Public officials are praising the Public Utilities Regulatory Authority for rejecting United Illuminating’s application to enact a three-year rate plan that included an additional $131 million from ratepayers. PURA also came down on the company for various performance issues.

In a draft decision issued Friday, the Public Utilities Regulatory Authority (PURA) approved an annual revenue requirement for UI in the amount of $370.4 million for the rate year beginning Sept. 1 – an amount representing an increase of less than $2 million from the current approved revenue requirement, for which UI had sought a $131 million increase over three years.

PURA also rejected the company’s request for a 10.2% “return on equity” – or profit – instead determining that 8.8% is more appropriate. Yet, the PURA reduced that to 8.28%, depending on whether UI meets certain conditions and timelines to address what it called performance and management issues.

PURA, through its brief, found that UI’s proposal for a rate increase couldn’t be justified based on errors in a cost-of-service study it provided, and also because PURA recently released its regulatory goals, which include revisiting the concept of multi-year rate plans to ensure their effectiveness in providing efficiency and affordable service.

Representatives from UI said they are reviewing the draft decision and will file a response by the Aug. 3 deadline.

Connecticut Consumer Counsel Claire Coleman and Attorney General William Tong were among the public officials praising PURA’s decision.

Coleman said that in light of the performance-based regulatory model that is currently under development in Connecticut, she is pleased to see that her office’s recommendation of a single year was adopted, rather than a multi-year rate plan.

“This will avoid locking in rates under an outdated regime and allow regulators a chance to evaluate the next rate plan in accordance with the performance-based regulatory model,” Coleman said. “PURA’s draft decision agreed with OCC’s argument that a single-year rate plan will make it possible to implement performance-based ratemaking with UI on the fastest possible schedule. OCC will continue to push further regulatory reform to provide more avenues for keeping utility costs in check.”

Coleman said she is also happy to see the reduction in UI’s requested return on equity. 

“PURA appropriately reduced UI’s profits (called ‘return on equity’ in utility regulation) given UI’s performance deficiencies. Reducing UI’s profits decreases the rates customers pay for electric service. These profits have historically been inflated across the utility sector, so this appropriate reduction is an important victory for UI customers,” she said.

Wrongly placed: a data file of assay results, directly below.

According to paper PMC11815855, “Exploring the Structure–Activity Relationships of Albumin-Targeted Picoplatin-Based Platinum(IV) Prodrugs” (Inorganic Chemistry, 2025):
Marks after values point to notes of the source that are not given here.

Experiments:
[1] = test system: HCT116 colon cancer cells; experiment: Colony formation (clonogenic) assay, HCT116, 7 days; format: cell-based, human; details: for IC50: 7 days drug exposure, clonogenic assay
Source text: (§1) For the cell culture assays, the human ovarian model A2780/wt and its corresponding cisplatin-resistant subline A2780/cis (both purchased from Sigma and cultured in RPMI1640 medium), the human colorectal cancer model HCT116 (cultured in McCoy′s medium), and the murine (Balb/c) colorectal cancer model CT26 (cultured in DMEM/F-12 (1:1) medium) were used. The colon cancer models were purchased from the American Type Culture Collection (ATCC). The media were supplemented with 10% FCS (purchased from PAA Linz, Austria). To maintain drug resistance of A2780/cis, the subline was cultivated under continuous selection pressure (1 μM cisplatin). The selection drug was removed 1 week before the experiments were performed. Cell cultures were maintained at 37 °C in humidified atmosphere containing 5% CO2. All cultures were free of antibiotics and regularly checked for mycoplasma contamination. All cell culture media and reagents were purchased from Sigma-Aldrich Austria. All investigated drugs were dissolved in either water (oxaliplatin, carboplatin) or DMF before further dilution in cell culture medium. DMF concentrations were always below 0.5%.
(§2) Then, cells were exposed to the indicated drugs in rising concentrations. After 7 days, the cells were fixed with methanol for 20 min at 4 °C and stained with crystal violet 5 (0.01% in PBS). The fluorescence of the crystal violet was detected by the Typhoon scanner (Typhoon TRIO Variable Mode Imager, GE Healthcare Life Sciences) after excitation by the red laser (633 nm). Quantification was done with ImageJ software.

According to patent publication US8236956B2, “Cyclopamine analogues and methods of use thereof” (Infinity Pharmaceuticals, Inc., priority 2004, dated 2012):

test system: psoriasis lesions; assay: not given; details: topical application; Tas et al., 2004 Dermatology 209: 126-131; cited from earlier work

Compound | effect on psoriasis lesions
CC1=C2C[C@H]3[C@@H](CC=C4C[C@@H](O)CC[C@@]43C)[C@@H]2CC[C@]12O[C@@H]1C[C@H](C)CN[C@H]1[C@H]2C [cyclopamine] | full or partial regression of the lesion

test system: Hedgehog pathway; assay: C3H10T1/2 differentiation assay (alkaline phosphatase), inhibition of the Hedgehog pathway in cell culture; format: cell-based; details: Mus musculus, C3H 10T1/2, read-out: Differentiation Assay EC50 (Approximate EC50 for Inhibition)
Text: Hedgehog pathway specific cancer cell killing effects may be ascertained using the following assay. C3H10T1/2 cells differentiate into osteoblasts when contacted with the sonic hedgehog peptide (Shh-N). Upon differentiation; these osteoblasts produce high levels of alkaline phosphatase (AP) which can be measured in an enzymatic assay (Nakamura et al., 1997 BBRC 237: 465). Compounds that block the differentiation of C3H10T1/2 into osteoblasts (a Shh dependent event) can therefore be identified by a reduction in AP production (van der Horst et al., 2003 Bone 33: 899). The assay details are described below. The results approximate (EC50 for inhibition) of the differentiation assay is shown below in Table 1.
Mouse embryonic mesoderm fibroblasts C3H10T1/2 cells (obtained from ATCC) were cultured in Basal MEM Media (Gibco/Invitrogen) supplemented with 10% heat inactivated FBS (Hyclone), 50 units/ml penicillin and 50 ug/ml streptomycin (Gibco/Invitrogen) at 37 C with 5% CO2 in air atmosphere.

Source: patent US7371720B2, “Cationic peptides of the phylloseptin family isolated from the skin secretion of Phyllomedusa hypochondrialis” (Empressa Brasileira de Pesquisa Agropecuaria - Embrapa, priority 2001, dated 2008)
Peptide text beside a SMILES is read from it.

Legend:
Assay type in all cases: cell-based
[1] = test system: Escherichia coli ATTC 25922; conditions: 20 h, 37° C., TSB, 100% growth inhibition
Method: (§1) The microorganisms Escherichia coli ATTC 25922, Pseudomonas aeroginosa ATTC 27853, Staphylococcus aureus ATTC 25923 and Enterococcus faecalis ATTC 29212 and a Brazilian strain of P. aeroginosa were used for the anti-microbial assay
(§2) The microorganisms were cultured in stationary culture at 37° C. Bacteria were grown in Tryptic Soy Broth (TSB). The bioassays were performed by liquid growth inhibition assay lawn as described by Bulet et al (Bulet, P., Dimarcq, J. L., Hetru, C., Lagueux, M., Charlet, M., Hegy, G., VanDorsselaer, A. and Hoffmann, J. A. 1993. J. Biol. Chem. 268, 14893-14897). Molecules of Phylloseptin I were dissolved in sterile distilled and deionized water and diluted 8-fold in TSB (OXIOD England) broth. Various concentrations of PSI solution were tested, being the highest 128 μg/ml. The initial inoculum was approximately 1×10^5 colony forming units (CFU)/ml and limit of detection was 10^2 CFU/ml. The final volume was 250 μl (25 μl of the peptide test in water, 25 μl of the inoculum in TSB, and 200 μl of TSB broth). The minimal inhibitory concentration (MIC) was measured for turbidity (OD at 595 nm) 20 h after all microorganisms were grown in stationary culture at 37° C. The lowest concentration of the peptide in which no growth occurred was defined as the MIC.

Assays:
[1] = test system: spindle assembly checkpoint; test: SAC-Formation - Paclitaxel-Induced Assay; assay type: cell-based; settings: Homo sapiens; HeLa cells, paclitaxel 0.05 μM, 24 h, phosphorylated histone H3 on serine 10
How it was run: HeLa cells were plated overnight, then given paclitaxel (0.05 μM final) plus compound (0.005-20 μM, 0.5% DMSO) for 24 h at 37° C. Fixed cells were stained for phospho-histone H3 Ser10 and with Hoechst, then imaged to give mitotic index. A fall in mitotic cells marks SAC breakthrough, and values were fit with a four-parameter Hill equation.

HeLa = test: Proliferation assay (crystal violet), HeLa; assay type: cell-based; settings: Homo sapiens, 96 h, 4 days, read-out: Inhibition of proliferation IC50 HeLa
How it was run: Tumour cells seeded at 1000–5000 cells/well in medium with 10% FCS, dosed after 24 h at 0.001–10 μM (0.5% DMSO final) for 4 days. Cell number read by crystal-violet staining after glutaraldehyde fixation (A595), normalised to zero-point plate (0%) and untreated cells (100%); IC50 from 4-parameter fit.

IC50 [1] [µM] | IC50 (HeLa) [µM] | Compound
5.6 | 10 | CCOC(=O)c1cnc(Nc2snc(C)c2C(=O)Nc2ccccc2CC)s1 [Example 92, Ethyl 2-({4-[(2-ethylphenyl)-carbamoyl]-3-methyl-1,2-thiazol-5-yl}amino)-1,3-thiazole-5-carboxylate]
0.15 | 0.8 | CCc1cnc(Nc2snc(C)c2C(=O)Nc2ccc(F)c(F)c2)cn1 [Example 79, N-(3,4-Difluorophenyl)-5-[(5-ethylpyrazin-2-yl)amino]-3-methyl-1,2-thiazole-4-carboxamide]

PURA found UI fell short in customer service. For example, it found UI employees were not asking hardship pre-qualification questions for those needing assistance programs, resulting in customers being placed in the wrong programs.

Tong said he is pleased that PURA took UI to task for its handling of the former English Station power plant on Grand Avenue in New Haven.

“This strong decision sends a clear message to Connecticut’s regulated utilities – failure to meet basic obligations to ratepayers will not be rewarded. United Illuminating has utterly refused to meet its commitments to remediate English Station, which remains a contaminated blight on the residents of New Haven who were promised better,” Tong said. “This failure will now come at a significant cost to United Illuminating’s shareholders.”

PURA found that UI did not complete the remediation of English Station, and also “has taken a lackadaisical approach to ensuring site security as shown by its failure to act to prevent (or to timely address) vandalism around the remediation site,” according to the decision.

Opposition to the application was unanimous, according to PURA’s decision, with the American Association of Retired Persons of Connecticut (AARP CT) filing comments on behalf of their 600,000 Connecticut members. 

The 289-page draft decision issues 43 orders to UI. 

United Illuminating will have until Aug. 3 to file a response. If a request is filed, oral arguments may be heard on Friday, Aug. 11 at 2 p.m. Oral arguments, if requested, will be conducted via remote access through the Zoom platform. People can register by accessing the link.

The authority expects to render a final decision on this matter on Friday, Aug. 25.